"If a new means of communication makes its appearance, who are its patrons? If new knowledge is produced, who controls it and for what ends?"
"Satellites already have inspired one revolution in Asia. In the space of four years since Star TV was launched in Hong Kong on the Asiasat 1 spacecraft, satellite and cable have transformed the face of broadcasting in the region."
--Brian Jeffries 1
Writing a history of satellites in Asia is like building a house on quicksand. For a start, there are contextual problems with the term Asia. Questions that quickly spring to mind are: Precisely whose Asia are we talking about? Which Asia are we speaking of? Then there is the technology itself. Satellites are a comparatively recent addition to the repertoire of available communications media, and their status remains largely unresolved as other communications technologies compete for markets. Furthermore, conditions surrounding satellites in Asia are volatile: more satellites are launched; new regulations on their uses are announced by national governments; and new strategic alliances are forged among governments, satellite providers, and commercial broadcasters, thereby clouding the issues.
In short, identifying the major trends and contributions to the evolving mediascape of Asia is difficult because things change, quite literally, over night. Consequently, the following analysis of the forces shaping the current Asian communications satellite environment is necessarily provisional. One should bear in mind that contingency seems to be the overwhelming determinant of the direction the communications industry has taken in Asia. Nevertheless, it is appropriate that a history of satellites in Asia be begun--if for no other reason than that, within a rapidly changing scene, there is a need to chart the foundations of what has become a powerful regional force--before they, too, are clouded by the forces of change.
To understand how powerful an influence satellites have had, it is necessary to outline briefly the mass media systems of Asia that have been challenged by the new technology. The following discussion is a "broad-brush" approach. Clearly not all Asian media systems have developed along identical lines, nor have they been confronted with the same regulatory systems or subjected to the same levels of political censorship.  Nevertheless, one can say that almost without exception the modern mass media in Asia were introduced into the region by the colonial powers. Initially, it was the press, followed by radio then television, which formed the postcolonial Asian media inherited by the nationalist regimes and melded into indigenous ideological systems. The media became indissolubly linked to localized concepts of development, being assigned an entirely different sociopolitical function than that of the Western media. The media in Asia have developed within national ideological frameworks since at least the 1950s, and they are best exemplified by the Indonesian state ideology of pancasila.2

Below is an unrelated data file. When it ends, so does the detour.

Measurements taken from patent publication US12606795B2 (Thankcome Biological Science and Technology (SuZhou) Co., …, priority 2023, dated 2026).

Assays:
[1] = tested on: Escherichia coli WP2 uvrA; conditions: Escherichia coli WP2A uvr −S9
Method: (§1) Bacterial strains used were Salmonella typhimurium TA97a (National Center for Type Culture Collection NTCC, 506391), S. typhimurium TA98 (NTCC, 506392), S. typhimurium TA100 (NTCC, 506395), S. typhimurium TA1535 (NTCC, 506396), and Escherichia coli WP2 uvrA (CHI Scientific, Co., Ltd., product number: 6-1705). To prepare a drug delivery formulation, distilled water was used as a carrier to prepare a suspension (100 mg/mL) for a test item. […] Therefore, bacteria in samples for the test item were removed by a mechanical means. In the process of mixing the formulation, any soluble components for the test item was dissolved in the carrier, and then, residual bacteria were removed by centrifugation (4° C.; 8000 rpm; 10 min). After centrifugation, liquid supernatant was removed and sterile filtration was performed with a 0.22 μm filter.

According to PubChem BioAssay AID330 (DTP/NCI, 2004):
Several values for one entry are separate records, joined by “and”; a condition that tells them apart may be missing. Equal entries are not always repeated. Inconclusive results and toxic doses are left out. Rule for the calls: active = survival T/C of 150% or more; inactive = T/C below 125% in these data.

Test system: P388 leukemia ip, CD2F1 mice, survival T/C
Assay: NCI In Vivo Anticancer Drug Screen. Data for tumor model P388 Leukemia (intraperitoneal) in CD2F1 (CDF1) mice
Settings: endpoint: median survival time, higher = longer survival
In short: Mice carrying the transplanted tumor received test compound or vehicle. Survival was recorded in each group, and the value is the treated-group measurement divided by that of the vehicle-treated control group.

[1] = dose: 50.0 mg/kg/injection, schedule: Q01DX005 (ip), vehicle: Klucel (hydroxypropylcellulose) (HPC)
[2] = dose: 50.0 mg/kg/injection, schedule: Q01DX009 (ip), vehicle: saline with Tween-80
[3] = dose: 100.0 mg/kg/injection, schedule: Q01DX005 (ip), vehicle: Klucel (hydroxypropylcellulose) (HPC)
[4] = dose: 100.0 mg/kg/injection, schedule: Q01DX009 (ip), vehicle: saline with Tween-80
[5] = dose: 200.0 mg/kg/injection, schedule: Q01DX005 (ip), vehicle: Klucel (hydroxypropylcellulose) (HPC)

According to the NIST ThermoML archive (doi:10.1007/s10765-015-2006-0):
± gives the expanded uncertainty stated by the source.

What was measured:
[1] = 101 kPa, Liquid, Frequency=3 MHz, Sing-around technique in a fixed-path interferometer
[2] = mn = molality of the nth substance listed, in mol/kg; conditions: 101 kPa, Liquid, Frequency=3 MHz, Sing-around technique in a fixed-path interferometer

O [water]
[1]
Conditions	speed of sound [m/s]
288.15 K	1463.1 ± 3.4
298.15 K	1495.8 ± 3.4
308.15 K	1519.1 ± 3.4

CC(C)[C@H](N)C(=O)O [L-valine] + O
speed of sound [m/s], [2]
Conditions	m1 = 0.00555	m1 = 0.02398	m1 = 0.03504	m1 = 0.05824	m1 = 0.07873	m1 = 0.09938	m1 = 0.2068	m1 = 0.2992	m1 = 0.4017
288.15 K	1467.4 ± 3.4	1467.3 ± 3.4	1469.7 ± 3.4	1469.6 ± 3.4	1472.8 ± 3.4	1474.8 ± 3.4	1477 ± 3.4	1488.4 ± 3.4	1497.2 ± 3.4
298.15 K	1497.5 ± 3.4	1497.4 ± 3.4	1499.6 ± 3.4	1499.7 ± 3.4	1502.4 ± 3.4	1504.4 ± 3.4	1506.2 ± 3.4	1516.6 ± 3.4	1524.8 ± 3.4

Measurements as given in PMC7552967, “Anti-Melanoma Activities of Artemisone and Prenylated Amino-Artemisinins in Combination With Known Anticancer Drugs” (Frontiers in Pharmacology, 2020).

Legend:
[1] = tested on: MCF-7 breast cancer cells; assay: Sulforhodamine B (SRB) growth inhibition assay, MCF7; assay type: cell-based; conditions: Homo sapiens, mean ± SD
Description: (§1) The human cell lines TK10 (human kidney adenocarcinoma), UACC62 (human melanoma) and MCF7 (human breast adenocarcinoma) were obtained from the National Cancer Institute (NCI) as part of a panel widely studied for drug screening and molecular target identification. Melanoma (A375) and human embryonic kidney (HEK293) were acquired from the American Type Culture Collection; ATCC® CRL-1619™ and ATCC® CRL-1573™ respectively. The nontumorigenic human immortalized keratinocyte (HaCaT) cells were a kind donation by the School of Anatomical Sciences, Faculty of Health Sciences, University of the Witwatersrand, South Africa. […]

The significance of satellites lies in their potential to precisely and comprehensively subvert prior national systems of control of the media. The material presence of satellites in Asia has forced the various Asian governments to rethink their policies on broadcasting and communications. The corollary of this is that the political will of the Asian states to retain some vestige of control over their mediascape also has forced Western transnational broadcasters to reevaluate their broadcasting practices and ideologies.3
A second feature of satellites requiring elucidation is their scope. When Apstar 2 finally gets into orbit, it will have a footprint that covers the whole Eurasian landmass, part of East Africa, and the western Pacific rim. All political boundaries and topographical impedimenta will be transcended, fulfilling a trend begun in the Victorian era with the introduction of telegraphy.4 The geopolitical consequences inherent in this situation were recognized at the beginning of this century with the extension of telegraphy in the service of empire. As Halford J. Mackinder wrote in 1904: "For the first time we can perceive something of the real proportion of features and events on the stage of the whole world, and may seek a formula which shall express certain aspects . . . of geographical causation in universal history." For the first time in history, there was a potential for an "empire of the world" dominated by whoever controlled the pivot area or "heartland" of Eurasia.5
Satellites are more than artifacts of universal history, however. They also have profound commercial and cultural attributes. Since Rupert Murdoch purchased Star TV in 1993 from the Hong Kong company Hutchinson Whampoa,6 a number of other European and U.S. communications companies, such as Pearson and NBC, have entered the domain of Asian satellite broadcasting.7 There is a view, generated largely by Asia's booming economies, that Asia holds a vast market of consumers waiting to be serviced by an endless supply of consumer goods. In many respects, this view echoes that of the Manchester school of nineteenth-century England, which viewed China similarly as a vast market for their products and which influenced British foreign policy accordingly.8